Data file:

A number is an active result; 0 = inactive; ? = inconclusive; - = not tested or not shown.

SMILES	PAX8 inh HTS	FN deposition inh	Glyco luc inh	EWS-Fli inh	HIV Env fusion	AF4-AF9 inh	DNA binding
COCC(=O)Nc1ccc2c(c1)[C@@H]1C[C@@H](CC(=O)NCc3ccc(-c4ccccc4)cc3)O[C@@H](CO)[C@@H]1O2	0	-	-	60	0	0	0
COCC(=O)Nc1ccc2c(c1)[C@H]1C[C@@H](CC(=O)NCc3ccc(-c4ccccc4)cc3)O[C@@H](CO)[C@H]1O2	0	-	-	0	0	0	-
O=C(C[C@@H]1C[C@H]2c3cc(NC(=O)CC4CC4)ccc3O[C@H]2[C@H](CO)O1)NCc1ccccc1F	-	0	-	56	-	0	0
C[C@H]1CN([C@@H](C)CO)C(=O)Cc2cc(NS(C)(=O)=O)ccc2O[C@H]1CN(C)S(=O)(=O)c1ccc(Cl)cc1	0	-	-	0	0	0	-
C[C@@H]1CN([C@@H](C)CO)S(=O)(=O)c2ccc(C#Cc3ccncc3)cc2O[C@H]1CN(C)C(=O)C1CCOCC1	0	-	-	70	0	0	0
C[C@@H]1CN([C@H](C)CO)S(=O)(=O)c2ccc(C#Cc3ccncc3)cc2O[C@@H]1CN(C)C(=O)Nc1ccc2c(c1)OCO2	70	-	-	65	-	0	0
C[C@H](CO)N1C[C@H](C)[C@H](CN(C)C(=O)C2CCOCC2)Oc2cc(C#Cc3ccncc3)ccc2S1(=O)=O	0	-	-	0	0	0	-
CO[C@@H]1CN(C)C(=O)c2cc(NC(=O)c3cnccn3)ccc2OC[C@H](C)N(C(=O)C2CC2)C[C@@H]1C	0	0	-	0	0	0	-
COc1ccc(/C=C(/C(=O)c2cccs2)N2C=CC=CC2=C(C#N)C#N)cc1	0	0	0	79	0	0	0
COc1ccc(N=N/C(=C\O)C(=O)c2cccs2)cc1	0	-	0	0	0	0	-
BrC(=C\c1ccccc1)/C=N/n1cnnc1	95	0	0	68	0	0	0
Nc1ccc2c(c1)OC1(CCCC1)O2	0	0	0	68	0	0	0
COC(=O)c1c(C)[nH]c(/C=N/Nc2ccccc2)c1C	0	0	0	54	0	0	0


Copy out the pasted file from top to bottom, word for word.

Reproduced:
A number is an active result; 0 = inactive; ? = inconclusive; - = not tested or not shown.

SMILES	PAX8 inh HTS	FN deposition inh	Glyco luc inh	EWS-Fli inh	HIV Env fusion	AF4-AF9 inh	DNA binding
COCC(=O)Nc1ccc2c(c1)[C@@H]1C[C@@H](CC(=O)NCc3ccc(-c4ccccc4)cc3)O[C@@H](CO)[C@@H]1O2	0	-	-	60	0	0	0
COCC(=O)Nc1ccc2c(c1)[C@H]1C[C@@H](CC(=O)NCc3ccc(-c4ccccc4)cc3)O[C@@H](CO)[C@H]1O2	0	-	-	0	0	0	-
O=C(C[C@@H]1C[C@H]2c3cc(NC(=O)CC4CC4)ccc3O[C@H]2[C@H](CO)O1)NCc1ccccc1F	-	0	-	56	-	0	0
C[C@H]1CN([C@@H](C)CO)C(=O)Cc2cc(NS(C)(=O)=O)ccc2O[C@H]1CN(C)S(=O)(=O)c1ccc(Cl)cc1	0	-	-	0	0	0	-
C[C@@H]1CN([C@@H](C)CO)S(=O)(=O)c2ccc(C#Cc3ccncc3)cc2O[C@H]1CN(C)C(=O)C1CCOCC1	0	-	-	70	0	0	0
C[C@@H]1CN([C@H](C)CO)S(=O)(=O)c2ccc(C#Cc3ccncc3)cc2O[C@@H]1CN(C)C(=O)Nc1ccc2c(c1)OCO2	70	-	-	65	-	0	0
C[C@H](CO)N1C[C@H](C)[C@H](CN(C)C(=O)C2CCOCC2)Oc2cc(C#Cc3ccncc3)ccc2S1(=O)=O	0	-	-	0	0	0	-
CO[C@@H]1CN(C)C(=O)c2cc(NC(=O)c3cnccn3)ccc2OC[C@H](C)N(C(=O)C2CC2)C[C@@H]1C	0	0	-	0	0	0	-
COc1ccc(/C=C(/C(=O)c2cccs2)N2C=CC=CC2=C(C#N)C#N)cc1	0	0	0	79	0	0	0
COc1ccc(N=N/C(=C\O)C(=O)c2cccs2)cc1	0	-	0	0	0	0	-
BrC(=C\c1ccccc1)/C=N/n1cnnc1	95	0	0	68	0	0	0
Nc1ccc2c(c1)OC1(CCCC1)O2	0	0	0	68	0	0	0
COC(=O)c1c(C)[nH]c(/C=N/Nc2ccccc2)c1C	0	0	0	54	0	0	0